Emirates has cancelled its order for (70) Airbus A350 aircraft and that has left Airbus with a black eye. It’s not a body blow to the program but it is an unhappy moment for Airbus and Airbus’ COO John Leahy whose best spin on the subject was that the 787 has had more cancellations over its program. (The 787 has also been a program for years longer and has considerably more orders overall.)
The blow comes from the fact that Emirates is a good Airbus customer and it would appear that Emirates is rejecting the premise that the A350 is a solution for high density, long haul carriage. The underlining of this conclusion would be Emirates’ large order for the 777-X.
The A350 clearly fits a need among airlines but as a product line, I continue to wonder if it hits the right mark. When Airbus has to consider an A330NEO to slot underneath its A350, that isn’t good. The A350 was originally supposed to be a kind of A330NEO.
The 787 has its product range in the 787-8, -787-9 and 787-10 and it joins that product range with the new 777-8 and -777-9 which sees Boeing providing a combined product family that spans 5 aircraft and a seat count ranging from 240 (3-class) to about 405 (3-class). Pilots can transition between the two aircraft family in a single handful of days and that amounts to great flexibility for an airline.
Those 2 families also offer state of the art fuel efficiency and engines. They are the advanced leap that airlines look for.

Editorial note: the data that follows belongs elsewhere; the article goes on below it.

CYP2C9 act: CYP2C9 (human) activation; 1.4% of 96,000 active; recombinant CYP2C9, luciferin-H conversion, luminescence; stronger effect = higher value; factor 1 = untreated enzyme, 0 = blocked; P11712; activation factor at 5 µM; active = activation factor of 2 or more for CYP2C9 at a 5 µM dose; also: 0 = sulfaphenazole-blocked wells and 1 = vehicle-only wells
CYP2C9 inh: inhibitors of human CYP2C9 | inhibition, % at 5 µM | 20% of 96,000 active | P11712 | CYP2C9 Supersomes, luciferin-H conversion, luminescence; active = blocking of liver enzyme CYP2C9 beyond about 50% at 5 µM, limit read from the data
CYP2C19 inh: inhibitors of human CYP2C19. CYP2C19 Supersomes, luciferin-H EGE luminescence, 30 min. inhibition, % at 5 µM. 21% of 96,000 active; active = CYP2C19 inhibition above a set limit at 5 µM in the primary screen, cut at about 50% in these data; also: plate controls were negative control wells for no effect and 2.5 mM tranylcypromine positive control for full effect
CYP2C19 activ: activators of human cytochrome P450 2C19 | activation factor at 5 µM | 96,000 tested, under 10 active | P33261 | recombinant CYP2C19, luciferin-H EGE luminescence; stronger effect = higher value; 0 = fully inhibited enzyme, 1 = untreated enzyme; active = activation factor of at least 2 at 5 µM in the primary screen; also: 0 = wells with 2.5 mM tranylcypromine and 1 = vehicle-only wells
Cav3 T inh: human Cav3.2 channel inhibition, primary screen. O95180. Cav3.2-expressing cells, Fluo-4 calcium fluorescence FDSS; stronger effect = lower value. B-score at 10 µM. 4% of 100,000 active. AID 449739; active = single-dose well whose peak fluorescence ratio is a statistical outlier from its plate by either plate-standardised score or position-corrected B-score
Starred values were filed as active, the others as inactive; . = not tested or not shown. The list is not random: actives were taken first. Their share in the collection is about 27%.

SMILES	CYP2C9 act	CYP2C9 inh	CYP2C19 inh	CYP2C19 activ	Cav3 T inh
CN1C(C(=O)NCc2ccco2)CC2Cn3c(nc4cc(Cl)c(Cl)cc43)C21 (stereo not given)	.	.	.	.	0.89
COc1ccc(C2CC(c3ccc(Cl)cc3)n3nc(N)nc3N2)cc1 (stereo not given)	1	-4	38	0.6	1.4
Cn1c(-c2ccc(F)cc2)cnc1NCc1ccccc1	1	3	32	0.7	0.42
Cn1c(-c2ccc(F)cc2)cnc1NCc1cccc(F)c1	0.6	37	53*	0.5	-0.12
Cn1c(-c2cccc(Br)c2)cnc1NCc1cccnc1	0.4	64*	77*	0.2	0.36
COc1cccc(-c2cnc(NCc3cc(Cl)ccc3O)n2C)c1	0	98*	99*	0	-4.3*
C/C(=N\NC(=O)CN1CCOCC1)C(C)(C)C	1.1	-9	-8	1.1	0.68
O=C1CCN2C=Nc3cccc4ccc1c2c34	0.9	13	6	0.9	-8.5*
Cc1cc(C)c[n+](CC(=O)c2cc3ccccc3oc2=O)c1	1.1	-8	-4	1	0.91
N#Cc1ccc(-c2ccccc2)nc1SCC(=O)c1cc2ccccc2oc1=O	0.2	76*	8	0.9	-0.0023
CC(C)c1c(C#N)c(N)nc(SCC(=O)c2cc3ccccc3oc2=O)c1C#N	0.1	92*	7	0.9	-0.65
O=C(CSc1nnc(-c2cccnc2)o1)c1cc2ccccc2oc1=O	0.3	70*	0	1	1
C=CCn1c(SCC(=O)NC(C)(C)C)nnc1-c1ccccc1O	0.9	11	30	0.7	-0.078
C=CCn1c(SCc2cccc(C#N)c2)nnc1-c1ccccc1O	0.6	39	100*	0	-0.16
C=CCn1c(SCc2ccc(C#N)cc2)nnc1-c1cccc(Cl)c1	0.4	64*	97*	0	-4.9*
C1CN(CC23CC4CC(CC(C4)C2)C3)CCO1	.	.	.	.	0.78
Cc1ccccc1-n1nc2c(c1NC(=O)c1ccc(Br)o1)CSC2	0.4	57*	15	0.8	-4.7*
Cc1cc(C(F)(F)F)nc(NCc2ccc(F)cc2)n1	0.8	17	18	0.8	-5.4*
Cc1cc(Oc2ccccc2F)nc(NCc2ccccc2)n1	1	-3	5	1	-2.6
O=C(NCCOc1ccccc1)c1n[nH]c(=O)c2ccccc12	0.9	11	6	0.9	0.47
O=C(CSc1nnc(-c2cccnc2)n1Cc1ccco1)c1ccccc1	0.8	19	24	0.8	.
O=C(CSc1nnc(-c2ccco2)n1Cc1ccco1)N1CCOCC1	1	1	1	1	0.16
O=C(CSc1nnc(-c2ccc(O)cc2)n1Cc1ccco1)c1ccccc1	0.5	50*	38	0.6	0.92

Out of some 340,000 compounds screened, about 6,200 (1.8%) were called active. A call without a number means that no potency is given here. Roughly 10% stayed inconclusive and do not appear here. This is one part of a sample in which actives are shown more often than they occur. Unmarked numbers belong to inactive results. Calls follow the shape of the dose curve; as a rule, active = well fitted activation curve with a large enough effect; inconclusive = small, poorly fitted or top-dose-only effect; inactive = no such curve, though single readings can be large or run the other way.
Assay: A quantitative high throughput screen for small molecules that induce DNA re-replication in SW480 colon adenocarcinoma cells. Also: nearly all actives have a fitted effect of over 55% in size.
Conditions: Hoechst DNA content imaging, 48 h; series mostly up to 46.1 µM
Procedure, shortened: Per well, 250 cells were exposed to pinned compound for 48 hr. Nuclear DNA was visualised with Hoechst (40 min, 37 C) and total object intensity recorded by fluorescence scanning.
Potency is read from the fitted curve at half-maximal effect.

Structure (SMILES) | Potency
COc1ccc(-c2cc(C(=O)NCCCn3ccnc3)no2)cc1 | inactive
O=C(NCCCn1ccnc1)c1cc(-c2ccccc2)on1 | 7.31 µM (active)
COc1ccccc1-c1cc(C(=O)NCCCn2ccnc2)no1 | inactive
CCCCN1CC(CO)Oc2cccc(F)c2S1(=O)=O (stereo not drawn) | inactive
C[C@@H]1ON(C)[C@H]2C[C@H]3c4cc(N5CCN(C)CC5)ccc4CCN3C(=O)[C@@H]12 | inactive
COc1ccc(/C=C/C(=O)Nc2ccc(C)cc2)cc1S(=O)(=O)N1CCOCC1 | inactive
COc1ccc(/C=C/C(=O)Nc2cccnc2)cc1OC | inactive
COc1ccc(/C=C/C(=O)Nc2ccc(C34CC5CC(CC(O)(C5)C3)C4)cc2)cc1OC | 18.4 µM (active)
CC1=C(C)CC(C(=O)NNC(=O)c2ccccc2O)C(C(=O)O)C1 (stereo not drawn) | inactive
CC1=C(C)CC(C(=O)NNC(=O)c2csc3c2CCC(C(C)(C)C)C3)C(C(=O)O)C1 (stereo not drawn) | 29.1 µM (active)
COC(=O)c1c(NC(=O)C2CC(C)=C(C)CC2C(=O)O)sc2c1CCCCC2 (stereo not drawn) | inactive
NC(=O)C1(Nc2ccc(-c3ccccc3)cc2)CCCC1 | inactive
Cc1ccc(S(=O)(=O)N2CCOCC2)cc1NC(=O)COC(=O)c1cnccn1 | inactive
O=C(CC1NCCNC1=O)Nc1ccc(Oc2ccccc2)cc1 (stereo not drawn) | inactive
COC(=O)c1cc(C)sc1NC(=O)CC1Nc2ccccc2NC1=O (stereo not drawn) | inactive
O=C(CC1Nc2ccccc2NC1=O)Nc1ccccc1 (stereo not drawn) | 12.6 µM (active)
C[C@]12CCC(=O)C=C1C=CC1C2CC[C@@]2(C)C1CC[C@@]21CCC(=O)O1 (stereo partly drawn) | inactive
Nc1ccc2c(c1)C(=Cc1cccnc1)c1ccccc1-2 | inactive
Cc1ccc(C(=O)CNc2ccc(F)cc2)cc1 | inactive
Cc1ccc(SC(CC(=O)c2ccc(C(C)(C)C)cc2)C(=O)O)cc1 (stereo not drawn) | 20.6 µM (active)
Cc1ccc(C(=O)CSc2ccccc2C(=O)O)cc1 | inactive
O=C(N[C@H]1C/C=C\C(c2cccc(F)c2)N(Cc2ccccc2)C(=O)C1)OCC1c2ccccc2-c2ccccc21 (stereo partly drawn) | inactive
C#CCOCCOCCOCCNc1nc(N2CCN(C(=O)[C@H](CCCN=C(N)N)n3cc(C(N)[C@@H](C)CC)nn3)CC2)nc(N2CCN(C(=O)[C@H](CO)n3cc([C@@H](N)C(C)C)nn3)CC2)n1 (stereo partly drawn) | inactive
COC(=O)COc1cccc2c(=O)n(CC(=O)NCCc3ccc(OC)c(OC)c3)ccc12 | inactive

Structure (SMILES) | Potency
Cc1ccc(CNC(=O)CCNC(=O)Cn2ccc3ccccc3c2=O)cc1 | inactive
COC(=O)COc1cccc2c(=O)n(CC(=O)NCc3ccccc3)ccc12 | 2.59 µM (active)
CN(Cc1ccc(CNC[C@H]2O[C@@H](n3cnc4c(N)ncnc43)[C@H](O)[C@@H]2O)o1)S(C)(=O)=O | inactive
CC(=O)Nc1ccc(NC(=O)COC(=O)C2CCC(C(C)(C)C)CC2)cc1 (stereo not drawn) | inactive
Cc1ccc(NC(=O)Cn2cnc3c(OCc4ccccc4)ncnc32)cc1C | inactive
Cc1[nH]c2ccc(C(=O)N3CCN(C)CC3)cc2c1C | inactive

Airbus has the A330 (getting old no matter what Airbus thinks) and the A350 which will span a seat count from 270 (3 class) to 350 (3 class) and that’s pretty narrow and leaves a large gap for widebody long haul between 220 seats and 270 seats. It also leaves a 60 seat gap at the upper end and Airbus’ only other answer is the mammoth A380 which already has at least one customer (Emirates) asking for a NEO.
It’s a black eye and the appropriate action on Airbus’ part is to better consider how it meets airlines needs for long and thin routes as well as long and thick at the upper end but below the A380. Unfortunately, the A350 is already fixed in specifications and that leaves little maneuvering room.
Which leaves me thinking that the A350 was never well thought out from a strategic point of view. First, it was going to be an A330NEO, then it was going to be an A350 and then it morphed into the A350XWB aimed at the 777 but without quite the revenue capabilities of a 777.